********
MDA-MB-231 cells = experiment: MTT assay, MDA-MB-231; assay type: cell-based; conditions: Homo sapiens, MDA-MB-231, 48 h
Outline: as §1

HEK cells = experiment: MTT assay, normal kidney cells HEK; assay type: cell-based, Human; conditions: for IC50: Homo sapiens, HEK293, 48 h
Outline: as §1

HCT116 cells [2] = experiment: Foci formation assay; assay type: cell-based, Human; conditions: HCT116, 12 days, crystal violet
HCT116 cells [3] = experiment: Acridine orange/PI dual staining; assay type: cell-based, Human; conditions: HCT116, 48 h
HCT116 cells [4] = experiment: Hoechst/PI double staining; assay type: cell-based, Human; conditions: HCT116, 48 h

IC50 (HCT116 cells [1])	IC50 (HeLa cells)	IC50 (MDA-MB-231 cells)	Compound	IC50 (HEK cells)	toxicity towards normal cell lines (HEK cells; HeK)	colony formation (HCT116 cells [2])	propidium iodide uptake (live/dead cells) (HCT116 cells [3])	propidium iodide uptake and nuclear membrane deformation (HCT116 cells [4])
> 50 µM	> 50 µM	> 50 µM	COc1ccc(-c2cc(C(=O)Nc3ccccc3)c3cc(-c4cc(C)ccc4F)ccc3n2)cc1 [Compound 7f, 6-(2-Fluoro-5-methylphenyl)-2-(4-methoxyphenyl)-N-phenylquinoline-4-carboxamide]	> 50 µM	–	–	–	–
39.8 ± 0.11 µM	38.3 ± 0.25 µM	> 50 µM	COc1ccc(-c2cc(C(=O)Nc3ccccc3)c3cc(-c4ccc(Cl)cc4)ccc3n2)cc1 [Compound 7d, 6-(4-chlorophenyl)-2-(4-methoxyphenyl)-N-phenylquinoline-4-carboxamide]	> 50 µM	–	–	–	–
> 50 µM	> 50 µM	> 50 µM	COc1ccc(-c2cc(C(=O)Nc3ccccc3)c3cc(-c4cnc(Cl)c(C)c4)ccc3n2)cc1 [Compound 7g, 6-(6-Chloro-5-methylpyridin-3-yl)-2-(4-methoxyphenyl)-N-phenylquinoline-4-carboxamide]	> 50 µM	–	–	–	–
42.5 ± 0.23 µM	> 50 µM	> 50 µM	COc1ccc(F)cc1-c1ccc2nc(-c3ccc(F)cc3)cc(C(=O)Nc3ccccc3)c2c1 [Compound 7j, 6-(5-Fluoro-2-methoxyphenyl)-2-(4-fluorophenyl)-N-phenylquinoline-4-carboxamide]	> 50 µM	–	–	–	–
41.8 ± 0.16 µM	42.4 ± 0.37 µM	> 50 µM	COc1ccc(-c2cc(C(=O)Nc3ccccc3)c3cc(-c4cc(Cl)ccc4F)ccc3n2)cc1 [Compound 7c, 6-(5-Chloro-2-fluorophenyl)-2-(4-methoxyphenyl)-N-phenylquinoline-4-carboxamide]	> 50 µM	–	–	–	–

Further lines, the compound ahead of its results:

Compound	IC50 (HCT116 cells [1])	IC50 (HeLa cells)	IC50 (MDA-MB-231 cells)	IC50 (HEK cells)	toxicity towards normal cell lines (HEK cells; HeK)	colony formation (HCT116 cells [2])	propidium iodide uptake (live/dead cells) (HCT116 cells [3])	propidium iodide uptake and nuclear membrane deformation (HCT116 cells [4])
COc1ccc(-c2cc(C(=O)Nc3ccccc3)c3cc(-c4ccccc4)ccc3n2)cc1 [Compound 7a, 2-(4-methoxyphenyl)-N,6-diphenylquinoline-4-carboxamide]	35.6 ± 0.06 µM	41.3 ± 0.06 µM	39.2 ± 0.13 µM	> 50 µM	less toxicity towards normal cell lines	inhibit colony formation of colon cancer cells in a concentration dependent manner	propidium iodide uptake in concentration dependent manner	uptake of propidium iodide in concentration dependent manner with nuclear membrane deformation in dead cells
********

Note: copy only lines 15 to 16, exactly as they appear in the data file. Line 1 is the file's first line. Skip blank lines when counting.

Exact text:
Compound	IC50 (HCT116 cells [1])	IC50 (HeLa cells)	IC50 (MDA-MB-231 cells)	IC50 (HEK cells)	toxicity towards normal cell lines (HEK cells; HeK)	colony formation (HCT116 cells [2])	propidium iodide uptake (live/dead cells) (HCT116 cells [3])	propidium iodide uptake and nuclear membrane deformation (HCT116 cells [4])
COc1ccc(-c2cc(C(=O)Nc3ccccc3)c3cc(-c4ccccc4)ccc3n2)cc1 [Compound 7a, 2-(4-methoxyphenyl)-N,6-diphenylquinoline-4-carboxamide]	35.6 ± 0.06 µM	41.3 ± 0.06 µM	39.2 ± 0.13 µM	> 50 µM	less toxicity towards normal cell lines	inhibit colony formation of colon cancer cells in a concentration dependent manner	propidium iodide uptake in concentration dependent manner	uptake of propidium iodide in concentration dependent manner with nuclear membrane deformation in dead cells